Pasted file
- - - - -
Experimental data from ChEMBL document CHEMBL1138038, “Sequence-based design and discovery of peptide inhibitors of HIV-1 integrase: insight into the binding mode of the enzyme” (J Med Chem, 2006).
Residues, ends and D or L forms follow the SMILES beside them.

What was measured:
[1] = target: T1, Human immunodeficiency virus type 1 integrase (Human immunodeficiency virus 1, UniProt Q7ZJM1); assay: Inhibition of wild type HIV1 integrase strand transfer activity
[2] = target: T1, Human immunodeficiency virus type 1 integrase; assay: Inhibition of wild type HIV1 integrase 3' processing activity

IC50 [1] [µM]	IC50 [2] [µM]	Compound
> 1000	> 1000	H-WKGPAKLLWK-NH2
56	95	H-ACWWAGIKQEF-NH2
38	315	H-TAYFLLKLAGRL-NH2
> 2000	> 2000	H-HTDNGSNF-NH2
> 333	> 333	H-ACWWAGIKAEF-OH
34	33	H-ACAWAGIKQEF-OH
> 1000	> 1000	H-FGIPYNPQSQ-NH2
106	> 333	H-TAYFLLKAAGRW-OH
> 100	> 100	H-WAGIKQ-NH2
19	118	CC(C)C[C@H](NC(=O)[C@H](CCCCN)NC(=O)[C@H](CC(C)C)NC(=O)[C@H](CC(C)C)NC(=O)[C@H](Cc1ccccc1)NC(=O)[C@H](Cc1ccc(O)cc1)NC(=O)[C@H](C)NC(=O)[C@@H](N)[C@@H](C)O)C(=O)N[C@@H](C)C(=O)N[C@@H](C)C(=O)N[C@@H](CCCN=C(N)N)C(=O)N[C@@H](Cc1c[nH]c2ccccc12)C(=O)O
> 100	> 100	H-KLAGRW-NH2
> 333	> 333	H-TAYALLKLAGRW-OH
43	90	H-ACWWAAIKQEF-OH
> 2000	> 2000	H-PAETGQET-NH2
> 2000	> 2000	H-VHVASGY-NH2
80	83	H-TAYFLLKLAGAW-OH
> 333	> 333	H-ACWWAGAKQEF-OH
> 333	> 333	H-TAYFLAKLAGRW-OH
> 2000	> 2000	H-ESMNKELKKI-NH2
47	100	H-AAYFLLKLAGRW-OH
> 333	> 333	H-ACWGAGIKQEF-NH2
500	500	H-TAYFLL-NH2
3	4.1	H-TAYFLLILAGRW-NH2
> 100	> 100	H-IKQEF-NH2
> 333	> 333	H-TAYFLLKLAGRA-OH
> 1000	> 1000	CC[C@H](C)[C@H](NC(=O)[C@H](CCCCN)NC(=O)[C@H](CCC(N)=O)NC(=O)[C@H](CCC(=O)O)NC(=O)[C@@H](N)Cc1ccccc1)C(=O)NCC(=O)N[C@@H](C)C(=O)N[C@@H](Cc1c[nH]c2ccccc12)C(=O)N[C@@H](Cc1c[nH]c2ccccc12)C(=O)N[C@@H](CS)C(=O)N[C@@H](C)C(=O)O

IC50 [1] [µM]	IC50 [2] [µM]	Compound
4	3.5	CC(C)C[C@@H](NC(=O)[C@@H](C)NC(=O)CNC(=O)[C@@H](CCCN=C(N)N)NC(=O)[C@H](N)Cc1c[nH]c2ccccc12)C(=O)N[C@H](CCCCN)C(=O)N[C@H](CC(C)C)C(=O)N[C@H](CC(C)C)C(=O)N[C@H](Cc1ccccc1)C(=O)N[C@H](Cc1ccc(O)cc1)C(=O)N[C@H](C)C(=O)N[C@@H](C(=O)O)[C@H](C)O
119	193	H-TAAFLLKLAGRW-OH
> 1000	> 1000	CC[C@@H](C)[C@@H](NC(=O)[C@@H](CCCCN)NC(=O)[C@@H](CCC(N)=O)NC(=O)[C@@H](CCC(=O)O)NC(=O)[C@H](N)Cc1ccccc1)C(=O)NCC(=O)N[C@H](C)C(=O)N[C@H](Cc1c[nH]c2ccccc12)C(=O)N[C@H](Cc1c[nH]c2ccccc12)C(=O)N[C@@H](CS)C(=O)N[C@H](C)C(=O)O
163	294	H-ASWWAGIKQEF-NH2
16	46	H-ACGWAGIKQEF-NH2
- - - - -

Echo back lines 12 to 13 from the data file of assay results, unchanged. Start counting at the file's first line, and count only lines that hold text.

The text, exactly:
34	33	H-ACAWAGIKQEF-OH
> 1000	> 1000	H-FGIPYNPQSQ-NH2